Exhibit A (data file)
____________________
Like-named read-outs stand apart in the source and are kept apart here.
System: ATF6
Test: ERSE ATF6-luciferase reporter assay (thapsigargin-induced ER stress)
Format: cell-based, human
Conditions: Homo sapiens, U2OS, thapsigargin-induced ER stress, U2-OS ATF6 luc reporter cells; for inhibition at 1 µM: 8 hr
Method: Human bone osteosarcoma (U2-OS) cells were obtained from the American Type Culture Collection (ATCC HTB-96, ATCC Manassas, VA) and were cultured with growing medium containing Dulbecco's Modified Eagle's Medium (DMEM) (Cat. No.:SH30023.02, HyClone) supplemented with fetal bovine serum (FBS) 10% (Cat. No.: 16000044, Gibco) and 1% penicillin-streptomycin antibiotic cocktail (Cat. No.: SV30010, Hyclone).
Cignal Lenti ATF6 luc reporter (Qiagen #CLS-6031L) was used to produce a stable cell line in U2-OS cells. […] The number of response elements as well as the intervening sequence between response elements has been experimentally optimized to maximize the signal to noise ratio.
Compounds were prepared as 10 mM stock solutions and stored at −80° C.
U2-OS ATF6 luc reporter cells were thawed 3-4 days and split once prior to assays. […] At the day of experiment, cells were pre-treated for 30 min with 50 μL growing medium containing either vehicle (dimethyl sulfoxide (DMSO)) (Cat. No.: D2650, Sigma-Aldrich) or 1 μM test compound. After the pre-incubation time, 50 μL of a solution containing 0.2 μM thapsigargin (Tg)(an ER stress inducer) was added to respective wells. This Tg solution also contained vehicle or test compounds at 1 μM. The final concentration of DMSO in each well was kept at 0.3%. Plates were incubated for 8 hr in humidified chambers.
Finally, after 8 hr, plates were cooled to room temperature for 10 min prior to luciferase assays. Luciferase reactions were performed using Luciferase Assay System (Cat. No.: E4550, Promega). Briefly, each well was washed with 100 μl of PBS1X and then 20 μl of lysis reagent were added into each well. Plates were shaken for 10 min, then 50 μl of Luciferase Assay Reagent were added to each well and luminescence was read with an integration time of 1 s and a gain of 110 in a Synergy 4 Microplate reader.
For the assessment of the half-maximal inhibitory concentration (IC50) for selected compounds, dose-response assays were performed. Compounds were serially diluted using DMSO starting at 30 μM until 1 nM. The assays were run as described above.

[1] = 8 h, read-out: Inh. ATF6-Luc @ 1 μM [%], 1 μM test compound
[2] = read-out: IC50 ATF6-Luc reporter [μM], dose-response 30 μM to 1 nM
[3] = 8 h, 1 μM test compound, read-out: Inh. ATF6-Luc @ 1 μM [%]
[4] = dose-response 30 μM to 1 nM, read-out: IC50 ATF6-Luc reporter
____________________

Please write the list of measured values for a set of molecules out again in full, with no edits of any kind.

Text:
Like-named read-outs stand apart in the source and are kept apart here.
System: ATF6
Test: ERSE ATF6-luciferase reporter assay (thapsigargin-induced ER stress)
Format: cell-based, human
Conditions: Homo sapiens, U2OS, thapsigargin-induced ER stress, U2-OS ATF6 luc reporter cells; for inhibition at 1 µM: 8 hr
Method: Human bone osteosarcoma (U2-OS) cells were obtained from the American Type Culture Collection (ATCC HTB-96, ATCC Manassas, VA) and were cultured with growing medium containing Dulbecco's Modified Eagle's Medium (DMEM) (Cat. No.:SH30023.02, HyClone) supplemented with fetal bovine serum (FBS) 10% (Cat. No.: 16000044, Gibco) and 1% penicillin-streptomycin antibiotic cocktail (Cat. No.: SV30010, Hyclone).
Cignal Lenti ATF6 luc reporter (Qiagen #CLS-6031L) was used to produce a stable cell line in U2-OS cells. […] The number of response elements as well as the intervening sequence between response elements has been experimentally optimized to maximize the signal to noise ratio.
Compounds were prepared as 10 mM stock solutions and stored at −80° C.
U2-OS ATF6 luc reporter cells were thawed 3-4 days and split once prior to assays. […] At the day of experiment, cells were pre-treated for 30 min with 50 μL growing medium containing either vehicle (dimethyl sulfoxide (DMSO)) (Cat. No.: D2650, Sigma-Aldrich) or 1 μM test compound. After the pre-incubation time, 50 μL of a solution containing 0.2 μM thapsigargin (Tg)(an ER stress inducer) was added to respective wells. This Tg solution also contained vehicle or test compounds at 1 μM. The final concentration of DMSO in each well was kept at 0.3%. Plates were incubated for 8 hr in humidified chambers.
Finally, after 8 hr, plates were cooled to room temperature for 10 min prior to luciferase assays. Luciferase reactions were performed using Luciferase Assay System (Cat. No.: E4550, Promega). Briefly, each well was washed with 100 μl of PBS1X and then 20 μl of lysis reagent were added into each well. Plates were shaken for 10 min, then 50 μl of Luciferase Assay Reagent were added to each well and luminescence was read with an integration time of 1 s and a gain of 110 in a Synergy 4 Microplate reader.
For the assessment of the half-maximal inhibitory concentration (IC50) for selected compounds, dose-response assays were performed. Compounds were serially diluted using DMSO starting at 30 μM until 1 nM. The assays were run as described above.

[1] = 8 h, read-out: Inh. ATF6-Luc @ 1 μM [%], 1 μM test compound
[2] = read-out: IC50 ATF6-Luc reporter [μM], dose-response 30 μM to 1 nM
[3] = 8 h, 1 μM test compound, read-out: Inh. ATF6-Luc @ 1 μM [%]
[4] = dose-response 30 μM to 1 nM, read-out: IC50 ATF6-Luc reporter